Political Relations Between the Two Koreas: Past Footsteps and Where it is Headed
November 18, 2018 by Yejin Kim
Ensuing from the previous two rounds of the inter-Korea summits, South Korean president Moon Jae-In has visited North Korea this September for the third North-South Korea summit, which carried on the peaceful wave in the Korean peninsula and served as a cornerstone for establishing a peace regime in Korea. Accordingly, there has been increased anticipation towards the reunification of the Korean peninsula, as well as a sense of security and relief following the peaceful relationship between the two Koreas. Inspired by such movement, this article will go over the past footsteps that were taken in order to achieve the status quo and discuss the prospect of a renewed political relationship between North and South Korea.
Since the establishment of two separate governments of North and South Korea in 1948, the Korean peninsula has been divided for 70 years. Thereafter, there has been a great deal of fluctuation in the relationship between the two neighboring, once united nations. Not long after the official partition of the Korean peninsula, the Korean War broke out in 1950, caused by the surprise attack of the North Korean army, which lasted for longer than three years until it called for a truce in 1953, introduced by the military armistice agreement between the two governments of Korea. The war brought about frostiness in the Korean peninsula and created political tension between the two nations.
The political effort for building stepping stones for reunification was initiated during the third and fourth Republic of Korea. Under the Park Chung-Hee administration, the July 4 South-North Korea Joint Statement was concluded in 1972, which contained the “Three Principles of Reunification” including the guarantee of independence, peace, and racial unity. This statement was the first official document agreed by both parties, which adds the historical significance of it in terms of political movements towards reunification. Following such movement, the Kim Dae-Jung administration reached the pinnacle of an inter-Korean cooperation peace policy. The government enacted the so-called “Sunshine Policy”, which set an extremely amicable attitude toward North Korea. As a result, the Kim Dae-Jung administration managed to host the first ever inter-Korea summit in 2000, which is considered to be a significant breakthrough in the history of North-South Korean relationship. The second inter-Korean summit was held during Roh Moo-hyun's presidency.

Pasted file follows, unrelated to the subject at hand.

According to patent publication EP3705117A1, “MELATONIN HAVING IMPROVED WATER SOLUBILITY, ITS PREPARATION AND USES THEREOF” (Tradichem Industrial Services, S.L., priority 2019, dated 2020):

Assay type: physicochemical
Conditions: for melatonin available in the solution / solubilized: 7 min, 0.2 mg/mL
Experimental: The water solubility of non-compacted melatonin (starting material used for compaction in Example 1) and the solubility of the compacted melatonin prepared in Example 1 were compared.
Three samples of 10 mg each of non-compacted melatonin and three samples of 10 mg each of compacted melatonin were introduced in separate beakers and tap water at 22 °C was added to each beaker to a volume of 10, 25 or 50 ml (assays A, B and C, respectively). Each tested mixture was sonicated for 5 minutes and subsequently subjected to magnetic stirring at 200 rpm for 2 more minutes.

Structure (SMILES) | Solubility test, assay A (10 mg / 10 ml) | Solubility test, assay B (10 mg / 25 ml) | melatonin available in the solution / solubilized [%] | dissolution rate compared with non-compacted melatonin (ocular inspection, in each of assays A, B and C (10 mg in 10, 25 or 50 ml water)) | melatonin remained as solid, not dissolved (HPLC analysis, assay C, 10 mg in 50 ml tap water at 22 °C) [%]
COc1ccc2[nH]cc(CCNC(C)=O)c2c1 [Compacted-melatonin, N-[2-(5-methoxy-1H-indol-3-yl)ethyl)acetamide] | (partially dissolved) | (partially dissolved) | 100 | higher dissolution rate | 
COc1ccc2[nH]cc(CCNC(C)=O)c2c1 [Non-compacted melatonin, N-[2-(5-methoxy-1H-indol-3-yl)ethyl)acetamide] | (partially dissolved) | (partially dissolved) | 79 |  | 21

However, the relationship between two Koreas faced a dramatic deterioration in the 2010s, beginning from the Lee Myung-Bak administration. There have been continuous nuclear tests that were enforced even despite the sanctions decided by the international society, especially coming from South Korea. During the Park Geun-Hye presidency, mounting tension between North and South Korea filled the air of the Korean peninsula due to continued nuclear tests, missile installations, and several bombardments by North Korea into the South Korean territory. Such wave of discord and extreme political tension was bent under the Moon Jae-In administration. President Moon concluded three rounds of inter-Korean summits, as well as the U.S. North Korea summit, and has reached an agreement between the North and South Korea regarding the halt of hostile military actions that become the root cause for the military tension and crash in all territories.
In the current status quo, the Korean peninsula is propelled towards a peace regime and reunification through many cooperative efforts of both governments. In the first inter-Korean summit of 2018, the Panmunjeom Declaration for Peace, Flourishment, and Reunification of the Korean peninsula was pronounced. The Declaration includes their commitment to the denuclearization of the Korean peninsula, the establishment of a permanent peace regime, and the promise of a groundbreaking improvement in the inter-Korean relationship. It also includes the pledge between the two Koreas to declare the end of the war in 2018 and actualize the denuclearized Korean peninsula. Furthermore, it contains future plans for establishing a North and South communal contact office and hosting reunion events for separated families.
At the current state of the inter-Korea relations, it would be expectable for the Korean people to anticipate the establishment of a permanent peace regime, which will lead to reinforced security as well as strengthened national sentiment. North and South Korea are slowly taking their steps toward a denuclearized, warless, unseparated, and united nation.